About the Series
The IDEAL workshop series brings in four experts on topics related to the foundations of data science to present their perspective and research on a common theme. Chicago area researchers with an interest in the foundations of data science. The series will be remote while our universities and local government advise avoiding non-essential meetings. The virtual format will have two talks before lunch, two talks after lunch, and an early evening panel discussion (where appropriate).
Many important dynamic processes are determined by an underlying network structure. Examples include the spread of epidemics, the dynamics of public opinions, the diffusion of information about social programs, and biological processes such as neural spike trains. Data about these processes is becoming increasingly available which has lead to a number of different research communities to tackle related questions independently. What is the source of a rumor? Will a given disease spread widely? Who is the key player? This workshop will cover some new tools being developed to address such questions. The workshop speakers are, , .
- 10:55-11:00: Opening Remarks
- 12:30-1:30: Lunch Break
- 3:00-4:00: Afternoon Break
- 4:00-5:00: Panel Discussion with the Speakers
Please use this Google form to pose questions for the Panel and the speakers.
Titles and Abstracts
As we reach the apex of the COVID-19 pandemic across the globe, a pressing question facing us all: can we, even partially, reopen the economy without risking the second wave? Towards that, we first need to understand if shutting down the economy helped. And if it did, is it possible to achieve similar gains in the war against the pandemic while partially opening up the economy? And if so, how does that translate into policy?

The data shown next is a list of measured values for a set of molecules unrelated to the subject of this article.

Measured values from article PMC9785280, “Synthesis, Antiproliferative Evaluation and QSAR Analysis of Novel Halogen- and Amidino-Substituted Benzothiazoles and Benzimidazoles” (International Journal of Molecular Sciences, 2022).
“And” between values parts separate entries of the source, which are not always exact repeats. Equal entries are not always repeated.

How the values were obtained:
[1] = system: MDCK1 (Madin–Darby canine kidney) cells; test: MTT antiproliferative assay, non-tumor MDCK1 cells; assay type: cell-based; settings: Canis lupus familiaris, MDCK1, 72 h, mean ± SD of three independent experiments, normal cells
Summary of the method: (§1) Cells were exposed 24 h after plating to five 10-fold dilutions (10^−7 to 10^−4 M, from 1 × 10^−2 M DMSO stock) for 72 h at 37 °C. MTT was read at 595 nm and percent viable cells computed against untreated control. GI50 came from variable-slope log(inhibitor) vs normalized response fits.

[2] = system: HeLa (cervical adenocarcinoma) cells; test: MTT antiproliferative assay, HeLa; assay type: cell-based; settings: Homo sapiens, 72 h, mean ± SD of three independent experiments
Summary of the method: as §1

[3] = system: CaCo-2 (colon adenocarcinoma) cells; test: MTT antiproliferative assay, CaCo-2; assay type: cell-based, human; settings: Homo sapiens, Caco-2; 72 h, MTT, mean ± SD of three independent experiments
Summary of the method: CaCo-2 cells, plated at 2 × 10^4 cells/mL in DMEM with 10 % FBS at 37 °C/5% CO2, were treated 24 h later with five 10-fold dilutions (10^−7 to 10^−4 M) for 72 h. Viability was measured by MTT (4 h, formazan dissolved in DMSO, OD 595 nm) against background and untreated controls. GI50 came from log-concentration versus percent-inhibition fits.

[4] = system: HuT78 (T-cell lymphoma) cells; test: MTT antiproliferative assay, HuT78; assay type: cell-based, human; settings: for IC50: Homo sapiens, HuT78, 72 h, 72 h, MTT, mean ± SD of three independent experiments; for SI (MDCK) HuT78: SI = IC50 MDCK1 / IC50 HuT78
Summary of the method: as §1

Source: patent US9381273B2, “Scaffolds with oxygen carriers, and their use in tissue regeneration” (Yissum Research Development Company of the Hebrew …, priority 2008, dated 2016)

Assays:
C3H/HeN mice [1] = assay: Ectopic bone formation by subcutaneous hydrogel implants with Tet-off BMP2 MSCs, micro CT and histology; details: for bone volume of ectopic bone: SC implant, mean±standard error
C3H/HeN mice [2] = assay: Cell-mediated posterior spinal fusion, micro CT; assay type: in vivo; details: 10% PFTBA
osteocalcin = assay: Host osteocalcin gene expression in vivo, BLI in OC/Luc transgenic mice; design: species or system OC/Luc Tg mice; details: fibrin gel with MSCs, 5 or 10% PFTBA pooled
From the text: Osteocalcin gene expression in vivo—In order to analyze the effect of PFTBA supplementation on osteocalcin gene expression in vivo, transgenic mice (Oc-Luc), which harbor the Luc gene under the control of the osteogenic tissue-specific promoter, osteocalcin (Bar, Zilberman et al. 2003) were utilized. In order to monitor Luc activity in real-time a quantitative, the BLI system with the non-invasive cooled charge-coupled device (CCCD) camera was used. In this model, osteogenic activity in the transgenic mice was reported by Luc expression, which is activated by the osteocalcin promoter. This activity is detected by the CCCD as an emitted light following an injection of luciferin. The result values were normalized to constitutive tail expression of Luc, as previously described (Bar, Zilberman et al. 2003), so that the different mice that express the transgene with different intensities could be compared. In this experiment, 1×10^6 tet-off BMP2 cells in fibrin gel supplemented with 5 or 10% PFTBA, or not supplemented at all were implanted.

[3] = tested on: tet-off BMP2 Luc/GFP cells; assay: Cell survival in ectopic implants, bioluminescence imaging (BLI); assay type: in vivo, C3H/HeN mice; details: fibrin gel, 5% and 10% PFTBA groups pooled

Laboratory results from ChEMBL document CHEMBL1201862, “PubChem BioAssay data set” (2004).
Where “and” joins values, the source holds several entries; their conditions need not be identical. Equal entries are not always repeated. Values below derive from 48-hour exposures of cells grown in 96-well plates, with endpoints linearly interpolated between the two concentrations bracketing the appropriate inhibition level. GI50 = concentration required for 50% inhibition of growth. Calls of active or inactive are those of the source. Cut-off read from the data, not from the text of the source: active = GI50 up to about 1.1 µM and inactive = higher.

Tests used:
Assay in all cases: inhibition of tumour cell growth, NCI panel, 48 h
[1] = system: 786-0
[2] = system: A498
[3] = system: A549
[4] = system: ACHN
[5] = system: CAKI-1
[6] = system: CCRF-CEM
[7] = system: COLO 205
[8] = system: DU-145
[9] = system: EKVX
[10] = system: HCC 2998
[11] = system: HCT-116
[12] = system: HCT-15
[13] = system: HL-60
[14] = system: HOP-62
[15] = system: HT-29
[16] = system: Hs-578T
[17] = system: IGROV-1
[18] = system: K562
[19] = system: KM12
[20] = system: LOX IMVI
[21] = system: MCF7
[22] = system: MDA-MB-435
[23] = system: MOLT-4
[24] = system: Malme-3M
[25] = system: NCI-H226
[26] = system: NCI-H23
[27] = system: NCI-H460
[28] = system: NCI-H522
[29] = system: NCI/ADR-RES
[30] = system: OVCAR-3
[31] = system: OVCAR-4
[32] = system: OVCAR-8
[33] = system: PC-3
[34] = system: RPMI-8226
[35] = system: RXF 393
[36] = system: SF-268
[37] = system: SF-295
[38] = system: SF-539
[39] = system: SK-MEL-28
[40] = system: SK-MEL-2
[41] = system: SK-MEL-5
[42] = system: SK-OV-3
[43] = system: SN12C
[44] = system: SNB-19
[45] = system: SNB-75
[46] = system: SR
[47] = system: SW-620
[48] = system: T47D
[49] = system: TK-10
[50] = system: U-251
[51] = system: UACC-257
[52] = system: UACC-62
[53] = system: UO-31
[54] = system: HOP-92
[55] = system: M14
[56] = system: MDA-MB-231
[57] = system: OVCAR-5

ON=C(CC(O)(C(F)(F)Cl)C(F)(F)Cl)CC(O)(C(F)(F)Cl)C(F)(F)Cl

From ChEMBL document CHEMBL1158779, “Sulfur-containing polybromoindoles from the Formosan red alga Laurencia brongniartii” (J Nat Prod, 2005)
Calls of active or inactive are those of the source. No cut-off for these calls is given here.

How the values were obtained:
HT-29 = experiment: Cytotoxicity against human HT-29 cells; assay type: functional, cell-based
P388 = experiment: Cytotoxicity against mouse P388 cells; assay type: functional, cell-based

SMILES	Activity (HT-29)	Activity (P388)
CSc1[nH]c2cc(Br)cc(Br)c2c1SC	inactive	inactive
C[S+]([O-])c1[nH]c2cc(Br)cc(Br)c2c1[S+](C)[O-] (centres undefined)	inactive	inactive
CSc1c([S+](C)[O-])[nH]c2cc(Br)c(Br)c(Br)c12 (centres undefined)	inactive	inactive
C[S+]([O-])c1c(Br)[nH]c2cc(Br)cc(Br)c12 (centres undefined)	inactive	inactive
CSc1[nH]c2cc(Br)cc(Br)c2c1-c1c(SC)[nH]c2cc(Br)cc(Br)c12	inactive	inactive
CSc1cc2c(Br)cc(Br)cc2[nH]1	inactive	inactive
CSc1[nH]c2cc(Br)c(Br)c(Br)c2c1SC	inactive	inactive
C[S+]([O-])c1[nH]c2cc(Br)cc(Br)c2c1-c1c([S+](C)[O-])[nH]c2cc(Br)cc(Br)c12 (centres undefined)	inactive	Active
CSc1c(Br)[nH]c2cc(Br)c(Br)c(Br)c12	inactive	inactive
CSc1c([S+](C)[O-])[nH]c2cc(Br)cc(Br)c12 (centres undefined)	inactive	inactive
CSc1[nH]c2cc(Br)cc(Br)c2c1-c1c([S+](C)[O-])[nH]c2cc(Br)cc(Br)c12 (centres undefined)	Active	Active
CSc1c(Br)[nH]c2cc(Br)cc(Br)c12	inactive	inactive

In order to induce farmers to adopt a new agricultural technology, we use predictions from the threshold model of diffusion to target information to key individuals within villages in Malawi. We combine social network data and model simulations to ex ante determine who is treated in our field experiment. We observe adoption decisions in 200 villages over 3 years. Our results are consistent with a model in which many farmers need to learn from multiple people before they adopt themselves. This means that without proper targeting of information, the diffusion process can stall and technology adoption remains perpetually low.